Sunday, April 15, 2018

Ephesians Chapter 2 – Part Two

Verses 11-12: Gentiles (the “uncircumcision”) experienced two types of alienation. The first was social, resulting from the animosity that had existed between Jews and Gentiles for thousands of years. Jews considered Gentiles to be outcasts, objects of derision, and reproach. The second and more significant type of alienation was spiritual, because Gentiles as a people were cut off from God in 5 different ways:
  1. They were “separate from Christ” the Messiah, having no Savior and Deliverer and without divine purpose or destiny.
  2. They were “excluded from the commonwealth of Israel”. God’s chosen people, the Jews, were a nation whose supreme King and Lord was God Himself, and from whose unique blessing and protection was God Himself, and from whose unique blessing and protection they benefitted.
  3. Gentiles were “strangers to the covenants of promise,” not able to partake of God’s divine covenants in which He promised to give His people a land, a priesthood, a people, a nation, a kingdom and a king, and to those who believe in Him, eternal life and heaven.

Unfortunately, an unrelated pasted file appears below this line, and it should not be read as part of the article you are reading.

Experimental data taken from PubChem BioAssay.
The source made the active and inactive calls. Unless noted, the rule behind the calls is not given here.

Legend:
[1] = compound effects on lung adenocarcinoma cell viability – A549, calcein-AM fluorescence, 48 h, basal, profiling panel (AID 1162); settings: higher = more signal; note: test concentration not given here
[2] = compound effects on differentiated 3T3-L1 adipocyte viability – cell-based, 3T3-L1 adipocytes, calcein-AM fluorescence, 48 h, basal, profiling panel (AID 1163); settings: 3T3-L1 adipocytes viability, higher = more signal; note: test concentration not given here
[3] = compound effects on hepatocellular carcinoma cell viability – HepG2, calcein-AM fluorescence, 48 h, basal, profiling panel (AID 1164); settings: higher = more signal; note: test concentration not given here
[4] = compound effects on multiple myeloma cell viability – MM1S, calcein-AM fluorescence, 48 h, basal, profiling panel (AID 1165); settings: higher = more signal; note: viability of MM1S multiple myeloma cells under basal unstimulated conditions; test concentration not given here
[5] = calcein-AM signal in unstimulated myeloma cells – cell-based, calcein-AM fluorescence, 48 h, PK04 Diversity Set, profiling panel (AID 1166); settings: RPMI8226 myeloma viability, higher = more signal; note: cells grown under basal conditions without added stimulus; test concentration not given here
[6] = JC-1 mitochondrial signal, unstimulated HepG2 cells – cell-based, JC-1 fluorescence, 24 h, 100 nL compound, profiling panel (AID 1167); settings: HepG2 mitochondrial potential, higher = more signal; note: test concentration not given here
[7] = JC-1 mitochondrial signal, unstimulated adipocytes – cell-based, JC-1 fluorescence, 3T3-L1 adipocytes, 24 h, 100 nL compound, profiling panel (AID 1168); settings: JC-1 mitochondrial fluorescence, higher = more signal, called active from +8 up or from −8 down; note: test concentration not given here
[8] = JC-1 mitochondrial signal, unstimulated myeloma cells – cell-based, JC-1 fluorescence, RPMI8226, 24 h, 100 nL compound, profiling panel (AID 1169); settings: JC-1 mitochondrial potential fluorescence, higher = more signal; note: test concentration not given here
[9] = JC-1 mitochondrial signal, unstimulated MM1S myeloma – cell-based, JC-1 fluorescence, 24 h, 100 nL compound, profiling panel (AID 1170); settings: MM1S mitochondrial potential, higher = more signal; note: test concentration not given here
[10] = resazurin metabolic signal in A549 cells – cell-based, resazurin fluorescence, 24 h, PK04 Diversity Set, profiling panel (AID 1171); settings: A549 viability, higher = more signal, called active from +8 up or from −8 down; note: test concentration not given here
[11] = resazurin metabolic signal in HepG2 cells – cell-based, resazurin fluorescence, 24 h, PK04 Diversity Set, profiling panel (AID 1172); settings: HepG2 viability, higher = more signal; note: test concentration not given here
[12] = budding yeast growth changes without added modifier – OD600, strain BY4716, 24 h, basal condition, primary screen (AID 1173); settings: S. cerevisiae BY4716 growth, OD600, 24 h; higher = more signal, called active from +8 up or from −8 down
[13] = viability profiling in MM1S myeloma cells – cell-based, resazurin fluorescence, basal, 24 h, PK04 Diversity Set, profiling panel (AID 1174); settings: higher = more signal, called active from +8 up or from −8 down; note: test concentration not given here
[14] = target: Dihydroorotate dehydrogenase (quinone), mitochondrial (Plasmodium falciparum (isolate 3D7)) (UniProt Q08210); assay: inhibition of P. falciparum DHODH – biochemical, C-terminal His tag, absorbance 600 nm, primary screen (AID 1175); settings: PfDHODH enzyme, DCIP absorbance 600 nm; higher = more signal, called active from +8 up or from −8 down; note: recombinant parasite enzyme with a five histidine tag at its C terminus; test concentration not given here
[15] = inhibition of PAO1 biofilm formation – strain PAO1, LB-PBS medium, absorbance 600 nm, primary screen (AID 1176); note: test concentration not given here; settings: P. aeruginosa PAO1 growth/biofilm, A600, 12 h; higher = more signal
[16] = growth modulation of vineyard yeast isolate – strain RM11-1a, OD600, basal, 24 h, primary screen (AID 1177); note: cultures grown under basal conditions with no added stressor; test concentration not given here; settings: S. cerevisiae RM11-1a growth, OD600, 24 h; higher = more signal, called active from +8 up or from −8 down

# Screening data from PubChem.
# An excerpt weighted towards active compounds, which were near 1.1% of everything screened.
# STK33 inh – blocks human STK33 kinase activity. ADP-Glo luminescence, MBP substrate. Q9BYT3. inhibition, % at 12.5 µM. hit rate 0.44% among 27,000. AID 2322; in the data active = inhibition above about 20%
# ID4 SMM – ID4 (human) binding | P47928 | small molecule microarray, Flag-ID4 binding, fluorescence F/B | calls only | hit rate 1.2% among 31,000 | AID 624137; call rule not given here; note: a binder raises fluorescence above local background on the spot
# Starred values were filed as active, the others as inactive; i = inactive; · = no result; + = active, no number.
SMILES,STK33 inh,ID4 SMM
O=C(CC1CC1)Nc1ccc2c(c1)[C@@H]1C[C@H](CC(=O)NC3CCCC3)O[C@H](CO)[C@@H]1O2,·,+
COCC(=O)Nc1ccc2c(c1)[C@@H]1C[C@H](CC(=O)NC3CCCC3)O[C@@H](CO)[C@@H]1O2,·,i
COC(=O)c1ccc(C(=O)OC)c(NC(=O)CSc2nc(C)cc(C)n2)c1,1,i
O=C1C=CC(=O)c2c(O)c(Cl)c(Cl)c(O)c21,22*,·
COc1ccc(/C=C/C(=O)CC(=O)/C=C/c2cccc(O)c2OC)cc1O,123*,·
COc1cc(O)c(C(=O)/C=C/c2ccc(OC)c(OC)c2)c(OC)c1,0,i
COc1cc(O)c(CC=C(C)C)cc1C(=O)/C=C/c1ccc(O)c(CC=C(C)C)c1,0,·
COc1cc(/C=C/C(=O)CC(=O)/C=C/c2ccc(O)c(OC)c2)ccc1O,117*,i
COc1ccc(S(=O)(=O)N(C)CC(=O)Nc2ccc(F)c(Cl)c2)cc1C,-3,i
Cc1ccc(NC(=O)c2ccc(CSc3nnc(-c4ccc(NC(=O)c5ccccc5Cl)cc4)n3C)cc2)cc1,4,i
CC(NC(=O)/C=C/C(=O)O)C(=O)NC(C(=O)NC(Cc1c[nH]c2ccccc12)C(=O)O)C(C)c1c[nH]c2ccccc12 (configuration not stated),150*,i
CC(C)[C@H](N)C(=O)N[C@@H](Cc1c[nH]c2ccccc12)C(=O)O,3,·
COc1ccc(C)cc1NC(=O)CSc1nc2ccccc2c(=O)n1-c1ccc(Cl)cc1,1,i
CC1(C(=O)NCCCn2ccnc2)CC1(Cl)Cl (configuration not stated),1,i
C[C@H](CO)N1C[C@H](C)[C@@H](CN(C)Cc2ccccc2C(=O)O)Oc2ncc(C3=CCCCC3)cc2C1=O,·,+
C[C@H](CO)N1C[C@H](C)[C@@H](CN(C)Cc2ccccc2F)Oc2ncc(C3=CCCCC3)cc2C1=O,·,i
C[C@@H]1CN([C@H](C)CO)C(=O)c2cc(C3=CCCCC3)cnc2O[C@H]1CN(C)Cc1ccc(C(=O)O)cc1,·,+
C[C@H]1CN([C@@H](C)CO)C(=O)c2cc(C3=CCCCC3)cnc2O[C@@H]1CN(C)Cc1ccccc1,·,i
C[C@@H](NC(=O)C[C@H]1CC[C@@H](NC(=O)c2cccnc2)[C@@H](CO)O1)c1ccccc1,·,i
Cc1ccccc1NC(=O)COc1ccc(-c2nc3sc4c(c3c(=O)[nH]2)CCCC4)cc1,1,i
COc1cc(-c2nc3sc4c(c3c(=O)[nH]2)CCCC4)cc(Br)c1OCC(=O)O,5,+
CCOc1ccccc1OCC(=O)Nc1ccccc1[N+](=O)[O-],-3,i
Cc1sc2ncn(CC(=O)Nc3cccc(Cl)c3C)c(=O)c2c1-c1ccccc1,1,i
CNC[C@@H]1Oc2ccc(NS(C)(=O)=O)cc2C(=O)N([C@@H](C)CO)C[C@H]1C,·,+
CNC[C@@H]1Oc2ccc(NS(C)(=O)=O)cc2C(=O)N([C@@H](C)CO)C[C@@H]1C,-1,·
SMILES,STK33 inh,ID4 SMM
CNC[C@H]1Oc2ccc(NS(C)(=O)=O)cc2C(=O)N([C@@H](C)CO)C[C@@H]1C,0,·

4. They had “no hope” because they had been given no divine promise.
  5. They were “without God in the world”.
While Gentiles had many gods, they did not recognize the true God because they did not want Him.
Converted Jews had difficulty breaking from the ceremonial laws such as Sabbath observance and the eating of unclean animals. Converted Gentiles had difficulty with such things as eating meat that had been offered as a sacrifice to a pagan deity. In many such ways, Jewish and Gentile believers stumbled over their former traditions and beliefs, and in doing so they also stumbled over each other.
What was of extreme importance to one group was inconsequential to the other. In Ephesians 2:11-22 Paul confronts that problem from two sides. First, he describes the former social and spiritual alienation of Jews and Gentiles, and then he describes their new spiritual unity in Jesus Christ.
The first kind of alienation was social:
Ephesians 2:11
"Wherefore remember, that ye [being] in time past Gentiles in the flesh, who are called Uncircumcision by that which is called the Circumcision in the flesh made by hands;"